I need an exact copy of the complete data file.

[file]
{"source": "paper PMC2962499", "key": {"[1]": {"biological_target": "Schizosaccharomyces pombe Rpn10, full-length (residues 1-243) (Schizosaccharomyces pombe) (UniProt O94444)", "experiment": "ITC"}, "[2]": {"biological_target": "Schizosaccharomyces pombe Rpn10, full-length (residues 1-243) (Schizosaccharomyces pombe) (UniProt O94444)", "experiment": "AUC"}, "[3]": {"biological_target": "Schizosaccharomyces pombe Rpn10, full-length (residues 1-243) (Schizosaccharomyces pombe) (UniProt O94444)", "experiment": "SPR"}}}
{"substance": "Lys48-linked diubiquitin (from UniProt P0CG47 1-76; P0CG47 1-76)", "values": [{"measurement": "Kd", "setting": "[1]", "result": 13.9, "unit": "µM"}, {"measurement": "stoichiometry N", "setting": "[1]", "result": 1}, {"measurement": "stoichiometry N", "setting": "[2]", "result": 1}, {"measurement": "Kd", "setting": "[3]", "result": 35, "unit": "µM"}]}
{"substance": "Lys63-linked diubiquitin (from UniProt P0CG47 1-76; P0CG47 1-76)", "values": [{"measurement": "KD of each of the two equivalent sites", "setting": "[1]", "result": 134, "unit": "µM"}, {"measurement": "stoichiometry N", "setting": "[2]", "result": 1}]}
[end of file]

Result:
{"source": "paper PMC2962499", "key": {"[1]": {"biological_target": "Schizosaccharomyces pombe Rpn10, full-length (residues 1-243) (Schizosaccharomyces pombe) (UniProt O94444)", "experiment": "ITC"}, "[2]": {"biological_target": "Schizosaccharomyces pombe Rpn10, full-length (residues 1-243) (Schizosaccharomyces pombe) (UniProt O94444)", "experiment": "AUC"}, "[3]": {"biological_target": "Schizosaccharomyces pombe Rpn10, full-length (residues 1-243) (Schizosaccharomyces pombe) (UniProt O94444)", "experiment": "SPR"}}}
{"substance": "Lys48-linked diubiquitin (from UniProt P0CG47 1-76; P0CG47 1-76)", "values": [{"measurement": "Kd", "setting": "[1]", "result": 13.9, "unit": "µM"}, {"measurement": "stoichiometry N", "setting": "[1]", "result": 1}, {"measurement": "stoichiometry N", "setting": "[2]", "result": 1}, {"measurement": "Kd", "setting": "[3]", "result": 35, "unit": "µM"}]}
{"substance": "Lys63-linked diubiquitin (from UniProt P0CG47 1-76; P0CG47 1-76)", "values": [{"measurement": "KD of each of the two equivalent sites", "setting": "[1]", "result": 134, "unit": "µM"}, {"measurement": "stoichiometry N", "setting": "[2]", "result": 1}]}